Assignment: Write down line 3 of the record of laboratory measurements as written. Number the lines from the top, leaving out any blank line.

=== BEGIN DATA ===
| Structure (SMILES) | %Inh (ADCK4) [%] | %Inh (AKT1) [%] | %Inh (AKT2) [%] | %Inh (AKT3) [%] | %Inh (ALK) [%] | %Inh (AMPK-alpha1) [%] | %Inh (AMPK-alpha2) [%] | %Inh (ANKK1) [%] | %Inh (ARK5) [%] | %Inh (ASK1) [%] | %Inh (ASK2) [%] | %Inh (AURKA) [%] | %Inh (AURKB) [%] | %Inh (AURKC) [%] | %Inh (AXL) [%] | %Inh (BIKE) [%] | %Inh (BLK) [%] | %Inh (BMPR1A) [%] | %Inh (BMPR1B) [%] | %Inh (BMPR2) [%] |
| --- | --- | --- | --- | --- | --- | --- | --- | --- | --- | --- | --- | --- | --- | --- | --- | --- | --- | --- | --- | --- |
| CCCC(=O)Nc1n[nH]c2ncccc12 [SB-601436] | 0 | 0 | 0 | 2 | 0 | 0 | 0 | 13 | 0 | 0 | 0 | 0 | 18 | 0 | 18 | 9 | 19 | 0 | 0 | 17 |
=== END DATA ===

| CCCC(=O)Nc1n[nH]c2ncccc12 [SB-601436] | 0 | 0 | 0 | 2 | 0 | 0 | 0 | 13 | 0 | 0 | 0 | 0 | 18 | 0 | 18 | 9 | 19 | 0 | 0 | 17 |